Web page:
Type 2 and Prediabetes

What Is Type 2 Diabetes?

Like other forms of the disease, type 2 diabetes means that your body has stopped making insulin or is unable to use the insulin it makes. It is most common in older adults, but also occurs among younger obese people. Although this is the most common form of diabetes, it is also the most easily controlled through lifestyle choices.

Signs & Symptoms

The symptoms of type 2 diabetes are sometimes so subtle that you may not notice a problem. Talk to your doctor if you are experiencing any of these things:
  • Frequent urination
  • Increased thirst
  • Feeling hungry, even after eating
  • Unusual weight loss
  • Feeling weak and tired
  • Abdominal pain or nausea
  • Difficulty breathing
  • Cuts and infections that don’t heal quickly
  • Blurred vision
  • Numbness in your hands and feet

Although it may seem easy to just "live with" minor issues, these early warnings of type 2 diabetes can turn into serious health problems.

Prediabetes & Prevention

Before you develop type 2 diabetes, you will likely have "prediabetes." This means your blood sugar is higher than normal but not quite in the range of diabetes. Your doctor can test your glucose levels to find out if you have prediabetes:

Fasting Glucose (measured in milligrams)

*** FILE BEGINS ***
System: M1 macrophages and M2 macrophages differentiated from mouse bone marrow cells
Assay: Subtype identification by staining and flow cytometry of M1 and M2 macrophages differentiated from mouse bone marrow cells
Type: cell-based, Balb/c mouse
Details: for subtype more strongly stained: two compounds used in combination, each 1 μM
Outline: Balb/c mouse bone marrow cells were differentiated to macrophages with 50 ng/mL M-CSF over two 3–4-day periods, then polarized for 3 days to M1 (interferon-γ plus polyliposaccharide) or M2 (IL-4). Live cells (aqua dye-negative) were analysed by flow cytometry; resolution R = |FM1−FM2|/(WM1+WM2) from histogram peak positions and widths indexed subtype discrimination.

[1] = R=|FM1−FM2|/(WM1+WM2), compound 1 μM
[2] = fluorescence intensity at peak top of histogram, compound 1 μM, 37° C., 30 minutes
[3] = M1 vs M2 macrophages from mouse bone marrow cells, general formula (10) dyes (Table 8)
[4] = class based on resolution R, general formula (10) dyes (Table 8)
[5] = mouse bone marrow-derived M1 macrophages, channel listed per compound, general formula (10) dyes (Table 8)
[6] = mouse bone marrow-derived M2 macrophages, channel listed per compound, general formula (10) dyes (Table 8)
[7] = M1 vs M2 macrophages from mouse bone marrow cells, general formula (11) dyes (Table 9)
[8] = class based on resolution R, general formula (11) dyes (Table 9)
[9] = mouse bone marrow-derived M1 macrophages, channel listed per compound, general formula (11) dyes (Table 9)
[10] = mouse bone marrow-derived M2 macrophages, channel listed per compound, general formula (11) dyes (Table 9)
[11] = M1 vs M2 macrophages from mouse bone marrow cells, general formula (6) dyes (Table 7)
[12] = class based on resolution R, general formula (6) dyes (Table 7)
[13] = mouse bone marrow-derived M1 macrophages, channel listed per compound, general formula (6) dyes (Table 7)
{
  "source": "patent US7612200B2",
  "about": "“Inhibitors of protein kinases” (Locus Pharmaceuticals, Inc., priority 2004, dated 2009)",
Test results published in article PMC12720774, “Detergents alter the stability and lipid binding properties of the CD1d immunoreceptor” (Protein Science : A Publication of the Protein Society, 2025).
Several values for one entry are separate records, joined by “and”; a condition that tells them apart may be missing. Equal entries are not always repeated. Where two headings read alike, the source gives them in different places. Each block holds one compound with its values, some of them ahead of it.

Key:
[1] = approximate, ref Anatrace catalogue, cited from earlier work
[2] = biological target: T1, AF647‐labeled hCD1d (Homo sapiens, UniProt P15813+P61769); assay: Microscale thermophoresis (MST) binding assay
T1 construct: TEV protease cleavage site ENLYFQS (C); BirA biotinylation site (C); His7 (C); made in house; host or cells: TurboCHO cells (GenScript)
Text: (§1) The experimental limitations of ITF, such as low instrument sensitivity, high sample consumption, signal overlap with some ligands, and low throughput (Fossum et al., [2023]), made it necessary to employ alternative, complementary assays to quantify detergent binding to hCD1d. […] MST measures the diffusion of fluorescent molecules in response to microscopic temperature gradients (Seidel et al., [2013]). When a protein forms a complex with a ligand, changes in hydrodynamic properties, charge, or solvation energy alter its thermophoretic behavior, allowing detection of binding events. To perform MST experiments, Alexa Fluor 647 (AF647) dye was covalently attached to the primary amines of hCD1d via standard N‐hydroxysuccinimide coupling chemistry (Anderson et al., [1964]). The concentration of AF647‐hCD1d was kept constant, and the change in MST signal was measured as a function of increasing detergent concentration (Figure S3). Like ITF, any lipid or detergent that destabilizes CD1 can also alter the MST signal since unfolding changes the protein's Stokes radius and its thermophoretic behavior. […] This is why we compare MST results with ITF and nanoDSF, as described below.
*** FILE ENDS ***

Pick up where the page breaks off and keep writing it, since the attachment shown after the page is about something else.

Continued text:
10-99 Normal
100-125 Prediabetes
126 or greater Diabetes

View the prediabetes Q & A fact sheet

Learn about our prediabetes classes

There are many things you can do to control your outcomes and even get rid of type 2 diabetes:

  • Monitor the number of carbohydrates you eat
  • Increase the amount of fiber in your diet
  • Exercise at least three times per week
  • Lose weight, decreasing your waist circumference below 40 inches for men or 35 inches for women

Learn more about diet and exercise

You're Not Alone

Having diabetes doesn’t mean you can never eat fried food again. It’s all about controlling portion sizes, increasing exercise, and paying close attention to your blood sugar levels. Rather than struggling on your own, let us help you find the education and support to make the transition easier.  Talking with our Behavioral Health Specialists can be a good way to get the strength, skills and confidence you need to live well with diabetes.